Some dream motifs are so common that almost everybody has them on more than one occasion. These motifs include such scenarios as falling dreams, flying dreams, dreams of nakedness in public, and unpreparedness dreams. Such shared dreams arise from experiences and anxieties fundamental to all people.
Falling is one of these shared motifs. Psychologists speculate that fearful falling dreams are rooted in our early experiences as toddlers taking our first steps on two legs. If this hypothesis is correct, then our childhood experiences leave a deep imprint in our brain that is somehow activated in adult life during periods of high anxiety. Some sociobiologists have further speculated that our fear of falling ultimately derives from the experiences of prehistoric ancestors afraid of tumbling out of trees during the night.
Whatever the origin of falling fears, in dreams the processes of the human mind tend to deploy images that symbolically express our hopes and fears. Falling dreams thus often tend to reflect a sense that one has failed or “fallen down” in life. For example, a woman brought up to believe in a traditional sexual ethic may dream of falling after an erotic encounter because she believes that she has become a “fallen woman.” Dreams of falling also occur when one feels completely overwhelmed or out of control, such as periods when one is going through a divorce or the loss of a job.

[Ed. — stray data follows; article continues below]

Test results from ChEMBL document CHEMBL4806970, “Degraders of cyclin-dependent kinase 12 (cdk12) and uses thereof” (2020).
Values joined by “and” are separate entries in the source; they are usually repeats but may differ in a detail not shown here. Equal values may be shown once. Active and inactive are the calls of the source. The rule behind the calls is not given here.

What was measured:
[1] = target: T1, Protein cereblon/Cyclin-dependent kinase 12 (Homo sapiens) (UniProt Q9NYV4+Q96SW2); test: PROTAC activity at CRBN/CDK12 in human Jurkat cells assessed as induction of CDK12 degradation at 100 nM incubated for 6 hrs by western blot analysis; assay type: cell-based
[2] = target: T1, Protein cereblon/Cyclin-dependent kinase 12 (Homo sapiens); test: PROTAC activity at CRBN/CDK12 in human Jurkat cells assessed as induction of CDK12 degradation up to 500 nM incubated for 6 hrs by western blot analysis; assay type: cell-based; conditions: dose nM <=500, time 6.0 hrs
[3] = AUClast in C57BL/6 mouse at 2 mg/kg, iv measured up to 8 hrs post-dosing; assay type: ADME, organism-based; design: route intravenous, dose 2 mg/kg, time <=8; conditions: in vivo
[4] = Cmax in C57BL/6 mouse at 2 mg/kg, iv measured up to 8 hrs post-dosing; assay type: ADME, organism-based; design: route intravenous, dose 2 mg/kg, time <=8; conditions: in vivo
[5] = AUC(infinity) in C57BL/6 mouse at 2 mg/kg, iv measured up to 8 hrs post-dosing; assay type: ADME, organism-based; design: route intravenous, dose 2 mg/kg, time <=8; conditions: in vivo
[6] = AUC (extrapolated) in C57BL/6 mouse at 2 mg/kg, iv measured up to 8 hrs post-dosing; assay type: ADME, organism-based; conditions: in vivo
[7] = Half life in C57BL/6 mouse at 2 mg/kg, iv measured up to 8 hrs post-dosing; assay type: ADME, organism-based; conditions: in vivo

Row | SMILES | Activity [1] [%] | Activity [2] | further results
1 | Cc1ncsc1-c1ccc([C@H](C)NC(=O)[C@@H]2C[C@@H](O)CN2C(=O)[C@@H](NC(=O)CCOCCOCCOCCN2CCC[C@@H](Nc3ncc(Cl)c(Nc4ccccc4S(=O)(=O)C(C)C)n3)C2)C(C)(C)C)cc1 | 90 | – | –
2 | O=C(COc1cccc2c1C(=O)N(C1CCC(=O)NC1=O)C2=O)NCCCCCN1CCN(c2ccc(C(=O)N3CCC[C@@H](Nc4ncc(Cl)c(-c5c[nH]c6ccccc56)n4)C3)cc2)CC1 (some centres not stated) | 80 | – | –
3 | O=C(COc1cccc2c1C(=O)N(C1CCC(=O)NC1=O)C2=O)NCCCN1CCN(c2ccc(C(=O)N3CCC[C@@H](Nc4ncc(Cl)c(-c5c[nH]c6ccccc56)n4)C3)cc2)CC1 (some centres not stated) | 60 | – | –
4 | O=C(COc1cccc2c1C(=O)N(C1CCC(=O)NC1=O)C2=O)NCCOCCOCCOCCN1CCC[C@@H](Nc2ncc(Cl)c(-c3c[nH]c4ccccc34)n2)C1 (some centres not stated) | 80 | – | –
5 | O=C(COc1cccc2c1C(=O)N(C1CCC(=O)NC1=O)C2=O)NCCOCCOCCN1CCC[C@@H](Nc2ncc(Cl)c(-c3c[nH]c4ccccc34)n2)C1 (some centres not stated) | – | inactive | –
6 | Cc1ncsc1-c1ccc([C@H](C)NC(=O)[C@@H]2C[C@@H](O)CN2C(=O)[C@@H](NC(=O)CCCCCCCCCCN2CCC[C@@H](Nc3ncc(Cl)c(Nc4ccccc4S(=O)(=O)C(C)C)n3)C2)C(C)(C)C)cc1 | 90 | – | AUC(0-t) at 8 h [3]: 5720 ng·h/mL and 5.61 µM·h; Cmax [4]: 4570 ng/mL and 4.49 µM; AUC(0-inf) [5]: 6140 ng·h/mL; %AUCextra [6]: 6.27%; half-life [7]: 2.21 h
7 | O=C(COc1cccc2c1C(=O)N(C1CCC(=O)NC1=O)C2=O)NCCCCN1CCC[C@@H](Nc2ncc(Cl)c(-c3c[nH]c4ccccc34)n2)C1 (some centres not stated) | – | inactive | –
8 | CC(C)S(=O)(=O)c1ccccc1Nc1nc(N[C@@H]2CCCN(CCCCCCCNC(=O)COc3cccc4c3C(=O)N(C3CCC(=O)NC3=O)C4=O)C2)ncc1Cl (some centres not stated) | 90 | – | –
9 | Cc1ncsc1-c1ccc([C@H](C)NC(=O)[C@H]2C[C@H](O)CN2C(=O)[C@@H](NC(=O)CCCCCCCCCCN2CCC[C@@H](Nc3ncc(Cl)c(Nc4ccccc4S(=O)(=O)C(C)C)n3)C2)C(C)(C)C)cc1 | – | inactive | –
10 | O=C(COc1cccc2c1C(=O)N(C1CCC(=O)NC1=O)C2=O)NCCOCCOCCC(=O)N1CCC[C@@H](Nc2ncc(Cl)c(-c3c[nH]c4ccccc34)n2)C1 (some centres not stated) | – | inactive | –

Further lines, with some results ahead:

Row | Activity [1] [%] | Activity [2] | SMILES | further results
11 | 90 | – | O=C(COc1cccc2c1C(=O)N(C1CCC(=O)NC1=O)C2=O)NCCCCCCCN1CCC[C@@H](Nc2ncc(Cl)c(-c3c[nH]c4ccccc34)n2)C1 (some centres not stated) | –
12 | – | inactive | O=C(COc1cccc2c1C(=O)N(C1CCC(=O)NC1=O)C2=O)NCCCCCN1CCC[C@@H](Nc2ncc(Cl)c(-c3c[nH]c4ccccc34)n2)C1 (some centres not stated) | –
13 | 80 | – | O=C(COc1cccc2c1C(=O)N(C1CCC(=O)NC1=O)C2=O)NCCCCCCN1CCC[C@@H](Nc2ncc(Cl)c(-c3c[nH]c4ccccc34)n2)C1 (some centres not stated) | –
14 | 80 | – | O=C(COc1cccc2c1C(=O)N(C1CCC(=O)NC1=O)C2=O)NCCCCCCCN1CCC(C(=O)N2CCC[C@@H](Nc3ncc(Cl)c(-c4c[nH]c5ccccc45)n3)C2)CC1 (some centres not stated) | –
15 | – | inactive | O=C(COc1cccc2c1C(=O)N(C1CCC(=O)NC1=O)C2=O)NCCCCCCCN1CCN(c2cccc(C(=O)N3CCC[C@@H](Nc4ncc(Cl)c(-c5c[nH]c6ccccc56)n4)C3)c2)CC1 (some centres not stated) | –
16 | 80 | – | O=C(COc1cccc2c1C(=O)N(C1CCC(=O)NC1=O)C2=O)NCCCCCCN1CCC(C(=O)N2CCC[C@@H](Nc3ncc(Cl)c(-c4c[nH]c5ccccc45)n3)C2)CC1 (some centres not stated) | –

Falling dreams are not always symbolic. For example, Ann Faraday, author of The Dream Game, recounts an instance of noting that the guardrails on the balcony of her new seventh-story Department were rickety. At the time, she was so preoccupied with the other aspects of moving that she did not fully register the dangerous condition of the railing. That night she dreamed of falling off the balcony, which caused her to pay attention to the poor state of the guardrails the next day. Faraday also notes that the prevalent idea that people who do not wake up before they hit bottom will die is simply a superstition, unsupported by actual dream experiences.
A final perspective on falling dreams focuses on the “jolt” that wakes us from such dreams. According to some traditions of occult lore, our consciousness wanders away from the physical body during dreams. When something happens that causes us to awaken abruptly, our spiritual self “snaps” back into the body. This “rough landing” results in our being jolted into wakefulness and is registered in our dream consciousness as a fall.